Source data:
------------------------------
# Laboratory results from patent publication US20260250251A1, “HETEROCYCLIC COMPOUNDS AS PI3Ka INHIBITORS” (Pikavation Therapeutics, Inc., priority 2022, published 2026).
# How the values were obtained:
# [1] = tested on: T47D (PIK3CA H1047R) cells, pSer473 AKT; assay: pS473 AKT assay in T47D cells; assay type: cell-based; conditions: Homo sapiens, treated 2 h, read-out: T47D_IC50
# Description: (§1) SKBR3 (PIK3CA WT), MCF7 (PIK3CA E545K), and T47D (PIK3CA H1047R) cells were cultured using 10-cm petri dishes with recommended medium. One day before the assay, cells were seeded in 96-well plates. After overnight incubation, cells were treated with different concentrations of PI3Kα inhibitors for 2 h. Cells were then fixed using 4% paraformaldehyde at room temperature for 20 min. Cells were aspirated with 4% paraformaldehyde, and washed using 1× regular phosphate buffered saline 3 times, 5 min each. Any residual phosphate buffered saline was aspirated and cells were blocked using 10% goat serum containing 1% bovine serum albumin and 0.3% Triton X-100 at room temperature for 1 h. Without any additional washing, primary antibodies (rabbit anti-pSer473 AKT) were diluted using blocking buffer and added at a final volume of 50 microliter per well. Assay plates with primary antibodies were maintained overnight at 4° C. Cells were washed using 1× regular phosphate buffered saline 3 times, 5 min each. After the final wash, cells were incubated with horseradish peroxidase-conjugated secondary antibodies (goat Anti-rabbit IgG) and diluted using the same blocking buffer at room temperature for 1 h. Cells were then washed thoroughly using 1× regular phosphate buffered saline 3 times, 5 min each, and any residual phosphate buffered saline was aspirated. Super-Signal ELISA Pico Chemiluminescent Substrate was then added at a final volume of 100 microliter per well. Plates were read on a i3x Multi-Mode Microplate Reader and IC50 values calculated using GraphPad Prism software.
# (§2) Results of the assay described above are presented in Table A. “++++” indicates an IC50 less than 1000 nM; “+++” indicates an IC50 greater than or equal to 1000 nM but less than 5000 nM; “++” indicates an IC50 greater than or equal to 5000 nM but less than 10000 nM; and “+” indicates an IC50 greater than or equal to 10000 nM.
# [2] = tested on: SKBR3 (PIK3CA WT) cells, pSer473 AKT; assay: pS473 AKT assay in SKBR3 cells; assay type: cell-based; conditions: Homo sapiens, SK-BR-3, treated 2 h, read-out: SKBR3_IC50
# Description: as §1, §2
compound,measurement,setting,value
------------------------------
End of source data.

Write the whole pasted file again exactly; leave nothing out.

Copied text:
# Laboratory results from patent publication US20260250251A1, “HETEROCYCLIC COMPOUNDS AS PI3Ka INHIBITORS” (Pikavation Therapeutics, Inc., priority 2022, published 2026).
# How the values were obtained:
# [1] = tested on: T47D (PIK3CA H1047R) cells, pSer473 AKT; assay: pS473 AKT assay in T47D cells; assay type: cell-based; conditions: Homo sapiens, treated 2 h, read-out: T47D_IC50
# Description: (§1) SKBR3 (PIK3CA WT), MCF7 (PIK3CA E545K), and T47D (PIK3CA H1047R) cells were cultured using 10-cm petri dishes with recommended medium. One day before the assay, cells were seeded in 96-well plates. After overnight incubation, cells were treated with different concentrations of PI3Kα inhibitors for 2 h. Cells were then fixed using 4% paraformaldehyde at room temperature for 20 min. Cells were aspirated with 4% paraformaldehyde, and washed using 1× regular phosphate buffered saline 3 times, 5 min each. Any residual phosphate buffered saline was aspirated and cells were blocked using 10% goat serum containing 1% bovine serum albumin and 0.3% Triton X-100 at room temperature for 1 h. Without any additional washing, primary antibodies (rabbit anti-pSer473 AKT) were diluted using blocking buffer and added at a final volume of 50 microliter per well. Assay plates with primary antibodies were maintained overnight at 4° C. Cells were washed using 1× regular phosphate buffered saline 3 times, 5 min each. After the final wash, cells were incubated with horseradish peroxidase-conjugated secondary antibodies (goat Anti-rabbit IgG) and diluted using the same blocking buffer at room temperature for 1 h. Cells were then washed thoroughly using 1× regular phosphate buffered saline 3 times, 5 min each, and any residual phosphate buffered saline was aspirated. Super-Signal ELISA Pico Chemiluminescent Substrate was then added at a final volume of 100 microliter per well. Plates were read on a i3x Multi-Mode Microplate Reader and IC50 values calculated using GraphPad Prism software.
# (§2) Results of the assay described above are presented in Table A. “++++” indicates an IC50 less than 1000 nM; “+++” indicates an IC50 greater than or equal to 1000 nM but less than 5000 nM; “++” indicates an IC50 greater than or equal to 5000 nM but less than 10000 nM; and “+” indicates an IC50 greater than or equal to 10000 nM.
# [2] = tested on: SKBR3 (PIK3CA WT) cells, pSer473 AKT; assay: pS473 AKT assay in SKBR3 cells; assay type: cell-based; conditions: Homo sapiens, SK-BR-3, treated 2 h, read-out: SKBR3_IC50
# Description: as §1, §2
compound,measurement,setting,value